Environmental Protection Agency (EPA).
This regulation establishes a tolerance for residues of acetamiprid in or on tuberous and corm vegetables. Nippon Soda Company c/o Nisso America Inc. requested this tolerance under the Federal Food, Drug, and Cosmetic Act (FFDCA), as amended by the Food Quality Protection Act of 1996 (FQPA).
This regulation is effective April 13, 2005. Objections and requests for hearings must be received on or before June 13, 2005.
To submit a written objection or hearing request follow the detailed instructions as provided in Unit VI. of the SUPPLEMENTARY INFORMATION. EPA has established a docket for this action under Docket identification (ID) number OPP-2005-0029. All documents in the docket are listed in the EDOCKET index at http://www.epa.gov/edocket. Although listed in the index, some information is not publicly available, i.e., CBI or other information whose disclosure is restricted by statute. Certain other material, such as copyrighted material, is not placed on the Internet and will be publicly available only in hard copy form. Publicly available docket materials are available either electronically in EDOCKET or in hard copy at the Public Information and Records Integrity Branch (PIRIB), Rm. 119, Crystal Mall #2, 1801 S. Bell St., Arlington, VA. This docket facility is open from 8:30 a.m. to 4 p.m., Monday through Friday, excluding legal holidays. The docket telephone number is (703) 305-5805.Start Further Info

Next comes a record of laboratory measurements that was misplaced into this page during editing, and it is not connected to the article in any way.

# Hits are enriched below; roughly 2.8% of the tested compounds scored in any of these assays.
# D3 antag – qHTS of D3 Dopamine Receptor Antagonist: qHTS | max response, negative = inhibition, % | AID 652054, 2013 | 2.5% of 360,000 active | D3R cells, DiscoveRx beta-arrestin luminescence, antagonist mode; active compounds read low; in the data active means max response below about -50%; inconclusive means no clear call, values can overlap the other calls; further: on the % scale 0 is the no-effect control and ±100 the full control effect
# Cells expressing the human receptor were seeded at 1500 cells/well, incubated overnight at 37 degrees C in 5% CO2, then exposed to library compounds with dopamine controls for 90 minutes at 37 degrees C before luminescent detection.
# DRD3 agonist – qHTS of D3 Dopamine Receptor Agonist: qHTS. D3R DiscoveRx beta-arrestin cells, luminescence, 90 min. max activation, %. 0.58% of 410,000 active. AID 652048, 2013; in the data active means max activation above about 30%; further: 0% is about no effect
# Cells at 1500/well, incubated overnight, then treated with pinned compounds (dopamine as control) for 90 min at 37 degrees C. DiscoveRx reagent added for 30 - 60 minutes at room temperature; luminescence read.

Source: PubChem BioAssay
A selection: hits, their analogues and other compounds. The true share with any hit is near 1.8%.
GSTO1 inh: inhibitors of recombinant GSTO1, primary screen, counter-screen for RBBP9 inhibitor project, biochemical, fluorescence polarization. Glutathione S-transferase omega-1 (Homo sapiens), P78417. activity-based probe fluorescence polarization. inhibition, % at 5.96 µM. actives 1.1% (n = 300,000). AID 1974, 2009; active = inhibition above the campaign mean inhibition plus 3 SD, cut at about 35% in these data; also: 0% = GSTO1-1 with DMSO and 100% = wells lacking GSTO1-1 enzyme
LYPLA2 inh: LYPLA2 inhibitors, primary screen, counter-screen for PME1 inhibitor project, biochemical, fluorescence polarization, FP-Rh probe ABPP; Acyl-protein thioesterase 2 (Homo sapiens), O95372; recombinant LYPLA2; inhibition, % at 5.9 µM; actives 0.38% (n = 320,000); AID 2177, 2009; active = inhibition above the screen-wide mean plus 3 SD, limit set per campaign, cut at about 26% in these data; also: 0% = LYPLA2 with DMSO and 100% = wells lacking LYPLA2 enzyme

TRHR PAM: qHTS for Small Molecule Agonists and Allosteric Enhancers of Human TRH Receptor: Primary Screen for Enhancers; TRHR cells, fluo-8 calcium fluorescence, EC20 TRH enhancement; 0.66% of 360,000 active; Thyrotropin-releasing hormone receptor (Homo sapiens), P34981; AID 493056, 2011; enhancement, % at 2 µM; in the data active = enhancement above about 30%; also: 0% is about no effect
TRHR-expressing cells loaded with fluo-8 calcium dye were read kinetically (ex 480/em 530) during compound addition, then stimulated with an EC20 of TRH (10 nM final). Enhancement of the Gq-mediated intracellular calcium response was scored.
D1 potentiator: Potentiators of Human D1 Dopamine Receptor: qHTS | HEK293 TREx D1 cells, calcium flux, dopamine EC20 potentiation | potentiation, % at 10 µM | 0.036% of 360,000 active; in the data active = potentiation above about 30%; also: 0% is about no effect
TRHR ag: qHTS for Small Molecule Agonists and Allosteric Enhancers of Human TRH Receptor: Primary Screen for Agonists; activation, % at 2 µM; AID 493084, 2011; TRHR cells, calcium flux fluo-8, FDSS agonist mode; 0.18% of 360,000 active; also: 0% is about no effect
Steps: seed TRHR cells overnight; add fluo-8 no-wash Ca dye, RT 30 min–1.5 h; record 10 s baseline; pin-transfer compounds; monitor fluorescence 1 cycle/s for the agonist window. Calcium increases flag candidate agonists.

FOR FURTHER INFORMATION CONTACT:
Akiva Abramovitch, Registration Division (7505C), Office of Pesticide Programs, Environmental Protection Agency, 1200 Pennsylvania Ave., NW., Washington, DC 20460-0001; telephone number: (703) 308-8328; e-mail address: firstname.lastname@example.org.End Further Info End Preamble Start Supplemental Information
I. General Information
A. Does this Action Apply to Me?
You may be potentially affected by this action if you are an agricultural producer, food manufacturer, or pesticide manufacturer. Potentially affected entities may include, but are not limited to:
- Crop production (NAICS code 111)
- Animal production (NAICS code 112)
- Food manufacturing (NAICS code 311)
- Pesticide manufacturing (NAICS code 32532)
This listing is not intended to be exhaustive, but rather provides a guide for readers regarding entities likely to be Start Printed Page 19284affected by this action. Other types of entities not listed in this unit could also be affected. The North American Industrial Classification System (NAICS) codes have been provided to assist you and others in determining whether this action might apply to certain entities. If you have any questions regarding the applicability of this action to a particular entity, consult the person listed under FOR FURTHER INFORMATION CONTACT.